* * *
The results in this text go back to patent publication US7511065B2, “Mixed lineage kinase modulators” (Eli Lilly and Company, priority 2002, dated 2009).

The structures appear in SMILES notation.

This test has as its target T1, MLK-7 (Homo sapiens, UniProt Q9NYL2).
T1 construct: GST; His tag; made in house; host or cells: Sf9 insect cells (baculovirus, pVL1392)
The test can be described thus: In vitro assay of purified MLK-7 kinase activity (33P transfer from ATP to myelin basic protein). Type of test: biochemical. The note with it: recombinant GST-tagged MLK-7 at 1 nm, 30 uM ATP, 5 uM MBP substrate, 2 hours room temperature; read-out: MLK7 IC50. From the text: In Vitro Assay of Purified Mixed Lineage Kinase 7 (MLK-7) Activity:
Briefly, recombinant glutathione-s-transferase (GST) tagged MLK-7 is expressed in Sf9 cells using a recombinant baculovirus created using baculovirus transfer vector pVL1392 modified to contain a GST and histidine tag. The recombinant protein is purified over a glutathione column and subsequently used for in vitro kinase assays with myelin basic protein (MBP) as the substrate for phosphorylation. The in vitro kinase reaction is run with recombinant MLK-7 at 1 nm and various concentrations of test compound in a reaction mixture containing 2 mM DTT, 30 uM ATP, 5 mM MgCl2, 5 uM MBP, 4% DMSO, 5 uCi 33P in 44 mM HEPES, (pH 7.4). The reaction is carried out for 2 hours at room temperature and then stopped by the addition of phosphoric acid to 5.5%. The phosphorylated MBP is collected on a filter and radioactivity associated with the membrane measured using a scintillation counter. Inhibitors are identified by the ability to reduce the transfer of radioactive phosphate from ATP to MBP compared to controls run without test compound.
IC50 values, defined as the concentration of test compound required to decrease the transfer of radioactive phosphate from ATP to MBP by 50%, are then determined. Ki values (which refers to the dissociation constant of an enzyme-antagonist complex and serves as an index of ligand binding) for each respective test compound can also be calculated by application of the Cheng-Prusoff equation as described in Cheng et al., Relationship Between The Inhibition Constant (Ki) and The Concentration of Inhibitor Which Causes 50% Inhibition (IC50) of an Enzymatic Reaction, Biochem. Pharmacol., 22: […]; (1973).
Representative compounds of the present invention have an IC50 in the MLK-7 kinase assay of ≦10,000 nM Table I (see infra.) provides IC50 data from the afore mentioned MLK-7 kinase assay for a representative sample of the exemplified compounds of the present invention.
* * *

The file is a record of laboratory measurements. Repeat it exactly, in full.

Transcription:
The results in this text go back to patent publication US7511065B2, “Mixed lineage kinase modulators” (Eli Lilly and Company, priority 2002, dated 2009).

The structures appear in SMILES notation.

This test has as its target T1, MLK-7 (Homo sapiens, UniProt Q9NYL2).
T1 construct: GST; His tag; made in house; host or cells: Sf9 insect cells (baculovirus, pVL1392)
The test can be described thus: In vitro assay of purified MLK-7 kinase activity (33P transfer from ATP to myelin basic protein). Type of test: biochemical. The note with it: recombinant GST-tagged MLK-7 at 1 nm, 30 uM ATP, 5 uM MBP substrate, 2 hours room temperature; read-out: MLK7 IC50. From the text: In Vitro Assay of Purified Mixed Lineage Kinase 7 (MLK-7) Activity:
Briefly, recombinant glutathione-s-transferase (GST) tagged MLK-7 is expressed in Sf9 cells using a recombinant baculovirus created using baculovirus transfer vector pVL1392 modified to contain a GST and histidine tag. The recombinant protein is purified over a glutathione column and subsequently used for in vitro kinase assays with myelin basic protein (MBP) as the substrate for phosphorylation. The in vitro kinase reaction is run with recombinant MLK-7 at 1 nm and various concentrations of test compound in a reaction mixture containing 2 mM DTT, 30 uM ATP, 5 mM MgCl2, 5 uM MBP, 4% DMSO, 5 uCi 33P in 44 mM HEPES, (pH 7.4). The reaction is carried out for 2 hours at room temperature and then stopped by the addition of phosphoric acid to 5.5%. The phosphorylated MBP is collected on a filter and radioactivity associated with the membrane measured using a scintillation counter. Inhibitors are identified by the ability to reduce the transfer of radioactive phosphate from ATP to MBP compared to controls run without test compound.
IC50 values, defined as the concentration of test compound required to decrease the transfer of radioactive phosphate from ATP to MBP by 50%, are then determined. Ki values (which refers to the dissociation constant of an enzyme-antagonist complex and serves as an index of ligand binding) for each respective test compound can also be calculated by application of the Cheng-Prusoff equation as described in Cheng et al., Relationship Between The Inhibition Constant (Ki) and The Concentration of Inhibitor Which Causes 50% Inhibition (IC50) of an Enzymatic Reaction, Biochem. Pharmacol., 22: […]; (1973).
Representative compounds of the present invention have an IC50 in the MLK-7 kinase assay of ≦10,000 nM Table I (see infra.) provides IC50 data from the afore mentioned MLK-7 kinase assay for a representative sample of the exemplified compounds of the present invention.